The title promises to tell the story of traditional Arab sweets. But going through the book I did not find it. The book is a series of recipes: first the original version, second the authors' rendition of it, and third a modern equivalent, with some anecdotes, verses and sometimes explanatory notes on ingredients and dishes. What is really lacking here, so that we may talk of a story indeed, is the necessary cohesive narrative and analytic `cement.'
To begin with, the recipes are grouped categorically, such as pastries, cookies, cakes, etc., which would have been acceptable had the authors taken the time to reflect on each category and provided an introductory section to each one of them. Honestly, I felt lost in the mazes of the endless series of recipes, no direction, no plan, nothing.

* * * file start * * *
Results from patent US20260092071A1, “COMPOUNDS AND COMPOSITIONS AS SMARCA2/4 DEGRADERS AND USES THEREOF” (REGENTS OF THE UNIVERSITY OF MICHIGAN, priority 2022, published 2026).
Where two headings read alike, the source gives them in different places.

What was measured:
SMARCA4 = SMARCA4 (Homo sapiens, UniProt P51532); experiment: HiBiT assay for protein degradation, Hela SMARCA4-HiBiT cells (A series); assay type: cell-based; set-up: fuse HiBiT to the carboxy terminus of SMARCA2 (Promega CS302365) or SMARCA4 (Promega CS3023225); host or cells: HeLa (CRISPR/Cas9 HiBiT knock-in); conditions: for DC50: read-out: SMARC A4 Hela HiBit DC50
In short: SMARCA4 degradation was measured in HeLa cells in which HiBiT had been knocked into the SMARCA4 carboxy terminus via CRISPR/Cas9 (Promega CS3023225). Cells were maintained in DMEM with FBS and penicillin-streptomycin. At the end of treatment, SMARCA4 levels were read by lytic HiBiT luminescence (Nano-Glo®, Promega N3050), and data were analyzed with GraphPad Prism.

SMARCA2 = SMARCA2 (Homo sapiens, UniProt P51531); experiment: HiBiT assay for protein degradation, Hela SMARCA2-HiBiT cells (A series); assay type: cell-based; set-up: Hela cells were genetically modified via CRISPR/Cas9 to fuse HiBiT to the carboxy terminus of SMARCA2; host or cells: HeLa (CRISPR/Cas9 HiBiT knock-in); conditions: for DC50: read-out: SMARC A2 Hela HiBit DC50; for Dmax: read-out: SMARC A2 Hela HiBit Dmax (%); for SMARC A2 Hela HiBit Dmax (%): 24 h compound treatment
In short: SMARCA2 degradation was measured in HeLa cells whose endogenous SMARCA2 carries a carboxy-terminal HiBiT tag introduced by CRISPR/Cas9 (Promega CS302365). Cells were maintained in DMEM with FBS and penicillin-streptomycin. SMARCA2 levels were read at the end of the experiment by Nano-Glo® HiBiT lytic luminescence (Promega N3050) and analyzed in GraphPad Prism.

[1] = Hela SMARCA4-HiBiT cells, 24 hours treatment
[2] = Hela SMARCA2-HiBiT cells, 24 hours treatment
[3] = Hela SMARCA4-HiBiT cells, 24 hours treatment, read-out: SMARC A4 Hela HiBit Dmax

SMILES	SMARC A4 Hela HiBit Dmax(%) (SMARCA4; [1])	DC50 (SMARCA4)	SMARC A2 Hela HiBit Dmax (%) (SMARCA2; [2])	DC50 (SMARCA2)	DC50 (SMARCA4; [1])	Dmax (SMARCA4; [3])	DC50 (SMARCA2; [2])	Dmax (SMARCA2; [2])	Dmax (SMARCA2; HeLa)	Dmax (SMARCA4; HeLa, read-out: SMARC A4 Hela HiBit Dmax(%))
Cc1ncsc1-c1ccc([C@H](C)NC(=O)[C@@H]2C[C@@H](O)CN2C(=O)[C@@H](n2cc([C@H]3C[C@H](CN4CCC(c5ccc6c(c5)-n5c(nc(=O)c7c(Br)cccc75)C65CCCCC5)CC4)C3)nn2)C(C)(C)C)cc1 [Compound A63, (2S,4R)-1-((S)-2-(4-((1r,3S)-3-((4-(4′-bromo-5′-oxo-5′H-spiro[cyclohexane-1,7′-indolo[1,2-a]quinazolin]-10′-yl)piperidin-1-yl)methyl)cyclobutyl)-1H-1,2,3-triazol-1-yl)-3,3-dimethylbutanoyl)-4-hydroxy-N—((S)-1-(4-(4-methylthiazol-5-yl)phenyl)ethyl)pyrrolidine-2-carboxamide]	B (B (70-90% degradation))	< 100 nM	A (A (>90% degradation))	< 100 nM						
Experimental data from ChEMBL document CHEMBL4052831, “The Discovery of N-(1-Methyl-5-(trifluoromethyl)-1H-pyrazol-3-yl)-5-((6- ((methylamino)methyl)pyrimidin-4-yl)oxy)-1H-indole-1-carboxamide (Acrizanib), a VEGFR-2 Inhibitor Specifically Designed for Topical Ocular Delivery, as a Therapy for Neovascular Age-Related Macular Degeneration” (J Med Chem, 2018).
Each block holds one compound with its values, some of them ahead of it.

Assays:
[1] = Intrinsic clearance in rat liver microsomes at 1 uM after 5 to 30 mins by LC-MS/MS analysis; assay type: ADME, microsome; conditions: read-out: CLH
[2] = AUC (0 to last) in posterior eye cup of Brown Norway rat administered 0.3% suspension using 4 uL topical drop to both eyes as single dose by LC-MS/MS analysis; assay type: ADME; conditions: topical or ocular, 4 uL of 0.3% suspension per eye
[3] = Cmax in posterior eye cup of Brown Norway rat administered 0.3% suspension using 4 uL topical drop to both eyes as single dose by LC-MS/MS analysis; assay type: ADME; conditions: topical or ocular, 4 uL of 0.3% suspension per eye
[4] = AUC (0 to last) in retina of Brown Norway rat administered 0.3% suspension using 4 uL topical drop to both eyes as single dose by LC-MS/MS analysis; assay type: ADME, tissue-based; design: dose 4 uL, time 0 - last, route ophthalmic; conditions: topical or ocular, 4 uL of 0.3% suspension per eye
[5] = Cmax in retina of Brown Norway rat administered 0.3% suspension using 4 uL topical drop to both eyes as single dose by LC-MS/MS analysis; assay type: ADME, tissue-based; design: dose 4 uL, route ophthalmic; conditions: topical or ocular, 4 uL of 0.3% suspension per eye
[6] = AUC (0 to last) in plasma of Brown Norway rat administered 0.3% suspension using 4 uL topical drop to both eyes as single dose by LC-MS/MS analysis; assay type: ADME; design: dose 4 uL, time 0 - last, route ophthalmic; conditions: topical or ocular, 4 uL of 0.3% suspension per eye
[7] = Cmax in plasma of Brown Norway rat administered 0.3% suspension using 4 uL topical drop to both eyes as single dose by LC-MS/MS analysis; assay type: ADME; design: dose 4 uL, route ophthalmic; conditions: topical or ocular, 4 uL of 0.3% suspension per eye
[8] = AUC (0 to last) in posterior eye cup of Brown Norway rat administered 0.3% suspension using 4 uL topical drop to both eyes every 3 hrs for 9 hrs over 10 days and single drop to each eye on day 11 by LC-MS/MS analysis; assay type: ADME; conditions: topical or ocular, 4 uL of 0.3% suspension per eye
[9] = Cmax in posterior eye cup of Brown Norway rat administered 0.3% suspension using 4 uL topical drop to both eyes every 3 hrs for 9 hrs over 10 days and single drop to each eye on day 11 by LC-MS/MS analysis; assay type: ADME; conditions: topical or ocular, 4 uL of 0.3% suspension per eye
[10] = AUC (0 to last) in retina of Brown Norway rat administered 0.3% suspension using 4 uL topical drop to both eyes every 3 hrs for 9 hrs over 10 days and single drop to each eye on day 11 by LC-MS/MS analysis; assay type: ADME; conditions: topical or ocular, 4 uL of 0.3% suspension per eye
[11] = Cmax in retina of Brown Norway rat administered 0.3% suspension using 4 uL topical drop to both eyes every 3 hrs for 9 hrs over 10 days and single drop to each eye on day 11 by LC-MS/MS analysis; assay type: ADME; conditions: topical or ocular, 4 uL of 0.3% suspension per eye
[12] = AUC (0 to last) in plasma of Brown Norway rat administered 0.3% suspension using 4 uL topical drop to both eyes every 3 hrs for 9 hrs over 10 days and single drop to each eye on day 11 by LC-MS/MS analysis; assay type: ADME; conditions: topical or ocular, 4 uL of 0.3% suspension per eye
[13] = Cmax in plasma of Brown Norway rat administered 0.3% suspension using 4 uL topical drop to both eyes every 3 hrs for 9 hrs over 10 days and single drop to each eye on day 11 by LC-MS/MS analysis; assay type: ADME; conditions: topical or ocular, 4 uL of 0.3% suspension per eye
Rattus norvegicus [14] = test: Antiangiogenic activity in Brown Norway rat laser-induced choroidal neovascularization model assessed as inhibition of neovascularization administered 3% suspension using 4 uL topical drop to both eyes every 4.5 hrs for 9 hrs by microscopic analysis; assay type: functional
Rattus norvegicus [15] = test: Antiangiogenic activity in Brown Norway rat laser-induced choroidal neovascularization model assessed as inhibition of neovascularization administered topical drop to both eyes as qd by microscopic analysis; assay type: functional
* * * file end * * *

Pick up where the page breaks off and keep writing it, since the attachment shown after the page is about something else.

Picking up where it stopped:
The general introduction was not helpful either, being severely inadequate and brief, several pages, a bunch of undeveloped notes. No story to tell here, either. In a book dedicated entirely to sweets, how can an essential ingredient like sugar be covered in just few paragraphs?
Besides, more care needed to have been taken of the 32 photos of dishes bunched in the middle of the book. Most of them seem to suffer from lack of light, focus and technical expertise.
The sure winner here is the cover designer.